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fa ct called fact that, and i made a series in fact called murder blues about black—on—black gun crime, and it was astonishing how much crime was based on people taking personal offence, what was called dissing, when i started doing that. this respect is much more motivation than almost anything else that leads to, literally, to outrage instantly, and then violence, if there is a weapon and so on. i think she is right about this. it has been amplified. there is the sort of megaphone affect on social media. if you go back to the beginning of romeo and juliet, that is the 16th century, and it was true then, it is true now, almost ha rd—wired and it was true then, it is true now, almost hard—wired into teenagers to try to assert ourselves, and i think social media amplifies that. it may be part of the exclamation but presumably even she wouldn't claim it is the whole
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expedition. of course not. and she is dealing with the murder rate in london which has seen some pretty horrifying incidents. we have had 29 people knifed to death just in london alone so far this year. a succession of mayors of london saying they will get a grip on the level of in particular knife violence but also the gun crime you we re violence but also the gun crime you were talking about. there will be those i suppose who will be a bit sceptical and see this as the police just finding sceptical and see this as the police justfinding an sceptical and see this as the police just finding an excuse for their inability to crack down on these crimes? no, i don't think she would see the whole thing is caused by social media. what she is saying and i agree with, that it amplifies the intensity of the offence. if you only have 1a0 characters or text fired off, and you don't have to be in the same room where at least possibly you could have some mediator, so in gang wars, for example, the insults that are traded, the mock videos, the use of social media, and you mirror member there was a terrible killing of a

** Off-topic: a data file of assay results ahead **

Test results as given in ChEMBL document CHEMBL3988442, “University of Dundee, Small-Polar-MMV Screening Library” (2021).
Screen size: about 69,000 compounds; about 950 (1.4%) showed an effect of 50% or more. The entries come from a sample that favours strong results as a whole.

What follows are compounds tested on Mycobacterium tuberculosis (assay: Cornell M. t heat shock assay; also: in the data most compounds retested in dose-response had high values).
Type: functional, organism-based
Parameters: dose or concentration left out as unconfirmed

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homeless person —— you may remember, just on the south bank. it was immediately put on youtube. showing off, by committing acts of violence. there is plenty of evidence to support that. it is not the cause but it is a further incentive and it exacerbates what is a normal problem. it is with us and there is no sign of it going away. so i suppose then the question comes to be how do you manage this problem?” think you do the same thing you a lwa ys think you do the same thing you always do with young men who have a lot of energy to use up, as it were. you have to involve them, engage them, find a way for them to feel good about you don't off the playing fields, don't sell off the playing fields, don't abolish their weekend clubs, that youth clubs, all the things that engage people. one of the most stupid things that american congress did with one of the crime bills, it was to abolish midnight basketball. in fact which would you rather have, a bunch of guys in their teens or
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20s restless wandering around the streets at midnight or ‘ the mentmmds , blue5.€.'£i' if]: ..f: mar“? 'ibiues;€f§; if]: ..ffi mental; '1‘ at“, 'ibiiues;ffft if]: ..f: gif, eff? u 4l- —*